Procurement

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For procurement in prostitution, see Procuring (prostitution).

Procurement is the acquisition of goods, services or works from an outside external source. It is favourable that the goods, services or works are appropriate and that they are procured at the best possible cost to meet the needs of the acquirer in terms of quality and quantity, time, and location.[1] Corporations and public bodies often define processes intended to promote fair and open competition for their business while minimizing exposure to fraud and collusion.

Overview[edit]

Almost all purchasing decisions include factors such as delivery and handling, marginal benefit, and price fluctuations. Procurement generally involves making buying decisions under conditions of scarcity. If good data is available, it is good practice to make use of economic analysis methods such as cost-benefit analysis or cost-utility analysis.

An important distinction should be made between analyses without risk and those with risk. Where risk is involved, either in the costs or the benefits, the concept of expected value may be employed.

Direct procurement and indirect procurement
 TYPES
Direct procurementIndirect procurement
Raw material and production goodsMaintenance, repair, and operating suppliesCapital goods and services

F E A T U R E S

QuantityLargeLowLow
FrequencyHighRelatively highLow
ValueIndustry specificLowHigh
NatureOperationalTacticalStrategic
ExamplesCrude oil in petroleum industryLubricants, spare partsCrude oil storage facilities

Based on the consumption purposes of the acquired goods and services, procurement activities are often split into two distinct categories. The first category being direct, production-related procurement and the second being indirect, non-production-related procurement.

Direct procurement occurs in manufacturing settings only. It encompasses all items that are part of finished products, such as raw material, components and parts. Direct procurement, which is the focus in supply chain management, directly affects the production process of manufacturing firms. In contrast, Indirect procurement activities concern “operating resources” that a company purchases to enable its operations. It comprises a wide variety of goods and services, from standardized low value items like office supplies and machine lubricants to complex and costly products and services;[2][3] like heavy equipment and consulting services.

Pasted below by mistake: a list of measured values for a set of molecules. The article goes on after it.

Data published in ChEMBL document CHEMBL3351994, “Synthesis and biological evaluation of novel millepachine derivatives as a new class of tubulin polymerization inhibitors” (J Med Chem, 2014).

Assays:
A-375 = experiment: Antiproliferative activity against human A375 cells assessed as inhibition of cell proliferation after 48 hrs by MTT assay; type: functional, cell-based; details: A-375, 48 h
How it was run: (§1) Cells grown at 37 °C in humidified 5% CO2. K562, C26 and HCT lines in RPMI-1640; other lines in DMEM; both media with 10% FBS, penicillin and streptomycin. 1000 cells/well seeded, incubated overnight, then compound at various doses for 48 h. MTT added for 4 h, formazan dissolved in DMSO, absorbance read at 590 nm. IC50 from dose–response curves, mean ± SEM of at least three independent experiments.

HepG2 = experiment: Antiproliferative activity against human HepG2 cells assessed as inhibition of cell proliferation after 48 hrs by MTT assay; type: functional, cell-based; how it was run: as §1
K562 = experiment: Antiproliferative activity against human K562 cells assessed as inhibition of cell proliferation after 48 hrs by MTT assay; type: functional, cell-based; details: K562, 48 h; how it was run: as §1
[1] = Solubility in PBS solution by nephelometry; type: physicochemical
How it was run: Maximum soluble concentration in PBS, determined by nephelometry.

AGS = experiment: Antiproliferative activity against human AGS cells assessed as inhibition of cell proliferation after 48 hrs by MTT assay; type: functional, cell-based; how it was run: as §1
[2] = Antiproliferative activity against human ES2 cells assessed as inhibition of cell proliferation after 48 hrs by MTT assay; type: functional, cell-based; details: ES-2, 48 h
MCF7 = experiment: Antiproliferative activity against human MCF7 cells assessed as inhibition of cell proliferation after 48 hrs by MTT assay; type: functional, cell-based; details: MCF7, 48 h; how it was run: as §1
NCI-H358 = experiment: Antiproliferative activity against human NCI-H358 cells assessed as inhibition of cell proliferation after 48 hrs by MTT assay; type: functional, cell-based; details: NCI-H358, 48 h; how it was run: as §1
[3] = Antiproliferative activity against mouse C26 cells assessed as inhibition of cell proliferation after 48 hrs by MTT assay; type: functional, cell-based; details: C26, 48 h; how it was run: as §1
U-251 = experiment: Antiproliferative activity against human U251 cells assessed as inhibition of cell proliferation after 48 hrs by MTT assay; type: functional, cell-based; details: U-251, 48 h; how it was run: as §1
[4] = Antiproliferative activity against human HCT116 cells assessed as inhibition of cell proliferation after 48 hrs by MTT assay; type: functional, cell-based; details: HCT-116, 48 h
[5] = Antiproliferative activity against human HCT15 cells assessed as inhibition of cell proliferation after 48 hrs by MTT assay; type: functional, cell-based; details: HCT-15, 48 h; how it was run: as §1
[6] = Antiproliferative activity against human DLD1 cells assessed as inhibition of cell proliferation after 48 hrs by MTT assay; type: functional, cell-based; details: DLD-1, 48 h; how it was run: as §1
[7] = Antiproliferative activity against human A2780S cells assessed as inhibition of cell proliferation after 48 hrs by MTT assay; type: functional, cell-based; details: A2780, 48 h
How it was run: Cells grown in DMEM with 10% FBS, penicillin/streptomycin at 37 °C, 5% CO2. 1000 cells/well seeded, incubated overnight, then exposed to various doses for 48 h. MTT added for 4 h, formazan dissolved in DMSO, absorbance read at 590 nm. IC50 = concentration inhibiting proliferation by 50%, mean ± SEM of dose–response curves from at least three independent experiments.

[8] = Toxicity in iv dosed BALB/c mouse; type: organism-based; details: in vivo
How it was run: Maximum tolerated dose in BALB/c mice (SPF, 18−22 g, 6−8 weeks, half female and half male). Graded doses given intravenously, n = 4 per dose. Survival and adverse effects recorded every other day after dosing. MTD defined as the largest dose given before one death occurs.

Topics[edit]

Procurement vs acquisition[edit]

The US Defense Acquisition University (DAU) defines procurement as the act of buying goods and services for the government.[4]

DAU defines acquisition as the conceptualization, initiation, design, development, test, contracting, production, deployment, Logistics Support (LS), modification, and disposal of weapons and other systems, supplies, or services (including construction) to satisfy Department of Defense needs, intended for use in or in support of military missions.[4]

Acquisition is therefore a much wider concept than procurement, covering the whole life cycle of acquired systems. Multiple acquisition models exist, one of which is provided in the following section...